Amplifying My Fair Lady
AUSTRALIA: Having recently played at the Sydney Opera House and celebrating the 60th anniversary of its original Broadway production, My Fair Lady is touring Australia with upcoming performances in Brisbane, Melbourne and at Sydney’s Capitol Theatre. The production organisers, GFO and Opera Australia, brought in Dame Julie Andrews, the original Eliza Doolittle from the 1956 Broadway version, to direct the musical. With such a prestigious director onboard, renowned Australian audio director Michael Waters was engaged to deliver the sound system design.
While the sets, costumes and lighting are all based on those used during the 1956 production, Mr Waters opted bring the audio solution more in line with modern standards, seeking the assistance of JPJ Audio. ‘We did see the original audio spec for the 1956 production which was only one page,’ recalled the audio director. ‘The sound pre-show check was “turn on an amplifier, have the reel to reel wound back to such a counter point and then press play at this time”. That was it!’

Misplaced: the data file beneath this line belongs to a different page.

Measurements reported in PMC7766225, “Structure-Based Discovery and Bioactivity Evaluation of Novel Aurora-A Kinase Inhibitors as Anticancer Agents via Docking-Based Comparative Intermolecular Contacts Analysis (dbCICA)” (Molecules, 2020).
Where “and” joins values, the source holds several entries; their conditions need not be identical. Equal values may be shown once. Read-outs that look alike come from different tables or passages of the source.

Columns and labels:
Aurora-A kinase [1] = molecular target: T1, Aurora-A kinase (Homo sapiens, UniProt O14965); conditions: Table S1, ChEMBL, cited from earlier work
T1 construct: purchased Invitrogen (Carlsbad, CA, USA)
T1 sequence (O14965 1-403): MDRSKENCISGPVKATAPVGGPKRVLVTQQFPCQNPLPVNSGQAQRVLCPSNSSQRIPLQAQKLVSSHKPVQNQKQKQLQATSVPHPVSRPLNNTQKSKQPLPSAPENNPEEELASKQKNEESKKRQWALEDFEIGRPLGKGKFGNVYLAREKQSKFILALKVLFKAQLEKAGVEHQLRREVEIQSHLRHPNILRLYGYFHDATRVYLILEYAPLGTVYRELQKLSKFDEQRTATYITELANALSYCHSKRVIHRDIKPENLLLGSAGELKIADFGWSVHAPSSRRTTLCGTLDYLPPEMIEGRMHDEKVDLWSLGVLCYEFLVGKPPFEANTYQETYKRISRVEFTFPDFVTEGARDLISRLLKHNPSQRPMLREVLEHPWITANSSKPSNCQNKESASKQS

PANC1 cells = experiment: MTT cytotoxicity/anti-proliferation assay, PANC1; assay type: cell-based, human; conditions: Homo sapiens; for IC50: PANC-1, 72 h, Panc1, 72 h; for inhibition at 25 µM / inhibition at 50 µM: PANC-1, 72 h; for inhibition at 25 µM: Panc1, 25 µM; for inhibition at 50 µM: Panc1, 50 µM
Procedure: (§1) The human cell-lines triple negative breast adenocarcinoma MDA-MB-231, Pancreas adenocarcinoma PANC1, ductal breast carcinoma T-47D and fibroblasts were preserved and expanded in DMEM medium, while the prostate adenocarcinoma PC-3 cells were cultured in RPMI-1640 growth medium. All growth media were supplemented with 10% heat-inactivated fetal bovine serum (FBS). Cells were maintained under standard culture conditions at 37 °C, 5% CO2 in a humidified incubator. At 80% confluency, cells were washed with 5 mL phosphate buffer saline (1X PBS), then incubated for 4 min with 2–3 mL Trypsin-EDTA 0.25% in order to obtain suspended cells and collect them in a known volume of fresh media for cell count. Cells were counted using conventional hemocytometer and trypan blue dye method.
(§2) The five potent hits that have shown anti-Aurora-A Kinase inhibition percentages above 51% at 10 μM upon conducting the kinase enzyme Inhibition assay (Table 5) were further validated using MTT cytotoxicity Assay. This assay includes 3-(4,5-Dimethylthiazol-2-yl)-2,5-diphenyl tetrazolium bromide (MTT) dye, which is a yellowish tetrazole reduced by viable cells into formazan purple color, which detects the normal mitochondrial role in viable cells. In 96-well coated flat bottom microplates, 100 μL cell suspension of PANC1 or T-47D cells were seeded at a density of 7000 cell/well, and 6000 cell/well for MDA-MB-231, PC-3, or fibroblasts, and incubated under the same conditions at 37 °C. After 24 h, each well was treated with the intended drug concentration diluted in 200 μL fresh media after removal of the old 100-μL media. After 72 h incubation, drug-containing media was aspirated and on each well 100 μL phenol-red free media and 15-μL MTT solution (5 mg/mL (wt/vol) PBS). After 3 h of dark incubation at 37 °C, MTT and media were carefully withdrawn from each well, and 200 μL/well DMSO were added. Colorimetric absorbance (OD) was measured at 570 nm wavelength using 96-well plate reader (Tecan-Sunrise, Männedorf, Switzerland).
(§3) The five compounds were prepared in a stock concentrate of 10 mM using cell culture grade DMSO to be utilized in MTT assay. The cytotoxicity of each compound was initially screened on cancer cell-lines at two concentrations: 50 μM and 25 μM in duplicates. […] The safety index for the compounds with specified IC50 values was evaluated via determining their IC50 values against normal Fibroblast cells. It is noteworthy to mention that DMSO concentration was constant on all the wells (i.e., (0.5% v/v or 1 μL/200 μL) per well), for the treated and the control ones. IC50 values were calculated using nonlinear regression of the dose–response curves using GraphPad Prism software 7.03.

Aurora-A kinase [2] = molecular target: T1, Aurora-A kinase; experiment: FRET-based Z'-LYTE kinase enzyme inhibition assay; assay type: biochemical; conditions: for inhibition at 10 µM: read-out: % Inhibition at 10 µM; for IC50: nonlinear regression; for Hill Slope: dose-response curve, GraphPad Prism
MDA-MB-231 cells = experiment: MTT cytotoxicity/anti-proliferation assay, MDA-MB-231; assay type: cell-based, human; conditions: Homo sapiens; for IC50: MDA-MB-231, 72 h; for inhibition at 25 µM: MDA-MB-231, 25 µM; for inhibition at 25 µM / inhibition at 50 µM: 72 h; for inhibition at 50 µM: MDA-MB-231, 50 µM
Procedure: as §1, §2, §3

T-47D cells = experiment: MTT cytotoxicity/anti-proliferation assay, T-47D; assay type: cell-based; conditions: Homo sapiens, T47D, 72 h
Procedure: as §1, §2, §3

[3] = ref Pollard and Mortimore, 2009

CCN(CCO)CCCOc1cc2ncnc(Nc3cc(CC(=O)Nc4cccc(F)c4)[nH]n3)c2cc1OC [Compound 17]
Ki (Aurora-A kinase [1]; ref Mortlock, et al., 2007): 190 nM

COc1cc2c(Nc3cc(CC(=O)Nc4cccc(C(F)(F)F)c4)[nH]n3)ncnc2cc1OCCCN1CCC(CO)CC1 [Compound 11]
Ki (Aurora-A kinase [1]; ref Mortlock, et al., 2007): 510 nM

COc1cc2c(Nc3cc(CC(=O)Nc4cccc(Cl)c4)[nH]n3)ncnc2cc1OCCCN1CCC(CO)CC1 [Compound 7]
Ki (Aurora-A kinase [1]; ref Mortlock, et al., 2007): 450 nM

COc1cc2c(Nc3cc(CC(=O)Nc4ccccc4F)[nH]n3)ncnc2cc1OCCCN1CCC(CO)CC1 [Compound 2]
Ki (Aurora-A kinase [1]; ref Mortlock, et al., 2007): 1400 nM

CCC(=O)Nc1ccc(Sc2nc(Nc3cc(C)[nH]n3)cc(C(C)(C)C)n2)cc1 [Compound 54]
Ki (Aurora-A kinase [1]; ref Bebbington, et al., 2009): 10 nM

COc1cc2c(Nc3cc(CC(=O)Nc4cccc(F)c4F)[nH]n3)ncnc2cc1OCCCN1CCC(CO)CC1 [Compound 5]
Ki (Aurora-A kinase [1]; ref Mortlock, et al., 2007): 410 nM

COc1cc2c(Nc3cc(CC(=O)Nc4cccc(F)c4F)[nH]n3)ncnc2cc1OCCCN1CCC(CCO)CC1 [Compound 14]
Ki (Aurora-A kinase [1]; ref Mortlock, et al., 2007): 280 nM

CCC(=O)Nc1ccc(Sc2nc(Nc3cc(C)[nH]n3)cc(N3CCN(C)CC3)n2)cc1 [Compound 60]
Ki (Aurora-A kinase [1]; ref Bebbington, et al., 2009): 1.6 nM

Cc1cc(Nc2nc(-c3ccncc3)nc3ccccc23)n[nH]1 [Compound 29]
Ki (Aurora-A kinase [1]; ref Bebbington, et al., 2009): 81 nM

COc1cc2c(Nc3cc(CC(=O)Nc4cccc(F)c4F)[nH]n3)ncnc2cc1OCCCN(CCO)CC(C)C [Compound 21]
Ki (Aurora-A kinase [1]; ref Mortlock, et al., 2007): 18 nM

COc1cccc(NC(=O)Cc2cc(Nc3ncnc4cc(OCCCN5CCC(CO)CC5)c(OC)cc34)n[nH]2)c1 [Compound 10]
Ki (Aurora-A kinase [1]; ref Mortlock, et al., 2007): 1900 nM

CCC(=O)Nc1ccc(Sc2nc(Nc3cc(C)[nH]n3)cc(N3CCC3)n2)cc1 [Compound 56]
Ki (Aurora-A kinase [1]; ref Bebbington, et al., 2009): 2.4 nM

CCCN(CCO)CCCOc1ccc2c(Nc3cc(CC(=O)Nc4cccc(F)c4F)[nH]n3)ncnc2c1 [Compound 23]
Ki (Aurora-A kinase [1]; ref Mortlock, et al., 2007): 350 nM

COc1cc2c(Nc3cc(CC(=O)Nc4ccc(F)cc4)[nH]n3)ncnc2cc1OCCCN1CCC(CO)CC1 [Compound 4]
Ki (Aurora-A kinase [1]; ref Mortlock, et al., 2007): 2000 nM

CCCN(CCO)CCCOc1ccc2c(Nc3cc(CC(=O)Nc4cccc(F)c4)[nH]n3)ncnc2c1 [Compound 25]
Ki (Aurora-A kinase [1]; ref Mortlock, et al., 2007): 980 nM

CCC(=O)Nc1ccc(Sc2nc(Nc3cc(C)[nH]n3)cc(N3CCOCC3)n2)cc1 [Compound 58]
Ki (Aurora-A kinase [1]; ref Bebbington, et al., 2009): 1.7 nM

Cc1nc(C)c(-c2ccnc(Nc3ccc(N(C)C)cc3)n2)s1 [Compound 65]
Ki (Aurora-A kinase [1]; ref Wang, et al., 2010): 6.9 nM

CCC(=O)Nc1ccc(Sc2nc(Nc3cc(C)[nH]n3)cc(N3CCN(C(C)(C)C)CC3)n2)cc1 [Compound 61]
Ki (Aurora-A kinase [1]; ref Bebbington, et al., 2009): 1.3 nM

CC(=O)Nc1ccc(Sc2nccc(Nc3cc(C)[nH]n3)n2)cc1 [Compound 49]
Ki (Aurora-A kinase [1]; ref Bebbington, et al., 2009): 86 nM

For this production, the main PA setup comprised a combination of L-Acoustics’ Kiva cabinets for the centre cluster, complemented by SB18 subwoofers. The compact 5XT was employed for surrounds and delays, while Meyer Sound MSL-2 speakers were utilised for the dress circle and proscenium. UPM-2 reinforcement loudspeakers were deployed for front-fill. ‘I chose the UPM-2 speakers for their narrow 45-degree dispersion as the orchestra are not used to sitting in front of speakers,’ explained Mr Waters. ‘As the UPM-2s are directional, they fire over their heads.’
Capturing the voices of the cast onstage are DPA Microphones 4061 miniature omnidirectional mics, connected via Shure UR1M micro-bodypack transmitters.
Mr Waters put together his design in such a way as to pay homage to the original audio solution, while providing the audience with the type of coverage that they are used to in the 21st century – surround sound. He noted: ‘I was able to occasionally produce some soundscapes throughout the show. It’s not a sound effect heavy show but it does have its moments where you can have some fun.
‘It’s such a funny piece with lots of comedic lines in the show and when the audience erupts into laughter, it would be easy to miss the subsequent dialogue,’ Mr Waters continued. ‘Being amplified we could push over the sound of the laughter and that also encourages the audience to keep laughing without fearing they’ll miss the next line.
‘I think we kept true to the intent of the show,’ he concluded. ‘It wasn’t over-amplified, it was just enough for every audience member to hear it clearly all the way to the gods at the back of the circle, and make the orchestra sound dynamic throughout the theatre.’